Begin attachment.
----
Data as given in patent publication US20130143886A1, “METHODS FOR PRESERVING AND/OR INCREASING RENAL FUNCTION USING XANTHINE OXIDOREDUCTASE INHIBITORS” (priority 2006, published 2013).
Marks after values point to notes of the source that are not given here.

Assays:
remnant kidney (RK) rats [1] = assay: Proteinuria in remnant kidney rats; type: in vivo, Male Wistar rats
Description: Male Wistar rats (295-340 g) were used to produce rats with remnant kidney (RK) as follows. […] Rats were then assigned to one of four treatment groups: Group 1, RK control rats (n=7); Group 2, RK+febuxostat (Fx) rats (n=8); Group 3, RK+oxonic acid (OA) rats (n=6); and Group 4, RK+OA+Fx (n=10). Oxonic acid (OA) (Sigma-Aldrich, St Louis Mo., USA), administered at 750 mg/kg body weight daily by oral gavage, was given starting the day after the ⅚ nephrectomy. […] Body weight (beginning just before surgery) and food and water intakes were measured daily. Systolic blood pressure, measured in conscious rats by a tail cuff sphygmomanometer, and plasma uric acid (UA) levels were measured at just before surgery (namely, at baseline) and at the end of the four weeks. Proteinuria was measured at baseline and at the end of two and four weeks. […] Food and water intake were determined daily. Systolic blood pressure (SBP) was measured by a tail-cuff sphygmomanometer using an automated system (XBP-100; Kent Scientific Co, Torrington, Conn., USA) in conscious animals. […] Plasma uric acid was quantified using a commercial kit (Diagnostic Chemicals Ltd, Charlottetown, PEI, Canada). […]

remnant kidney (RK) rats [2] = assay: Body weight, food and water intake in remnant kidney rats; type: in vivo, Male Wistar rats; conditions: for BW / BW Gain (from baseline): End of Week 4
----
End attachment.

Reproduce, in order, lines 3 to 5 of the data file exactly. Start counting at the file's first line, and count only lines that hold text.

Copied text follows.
Assays:
remnant kidney (RK) rats [1] = assay: Proteinuria in remnant kidney rats; type: in vivo, Male Wistar rats
Description: Male Wistar rats (295-340 g) were used to produce rats with remnant kidney (RK) as follows. […] Rats were then assigned to one of four treatment groups: Group 1, RK control rats (n=7); Group 2, RK+febuxostat (Fx) rats (n=8); Group 3, RK+oxonic acid (OA) rats (n=6); and Group 4, RK+OA+Fx (n=10). Oxonic acid (OA) (Sigma-Aldrich, St Louis Mo., USA), administered at 750 mg/kg body weight daily by oral gavage, was given starting the day after the ⅚ nephrectomy. […] Body weight (beginning just before surgery) and food and water intakes were measured daily. Systolic blood pressure, measured in conscious rats by a tail cuff sphygmomanometer, and plasma uric acid (UA) levels were measured at just before surgery (namely, at baseline) and at the end of the four weeks. Proteinuria was measured at baseline and at the end of two and four weeks. […] Food and water intake were determined daily. Systolic blood pressure (SBP) was measured by a tail-cuff sphygmomanometer using an automated system (XBP-100; Kent Scientific Co, Torrington, Conn., USA) in conscious animals. […] Plasma uric acid was quantified using a commercial kit (Diagnostic Chemicals Ltd, Charlottetown, PEI, Canada). […]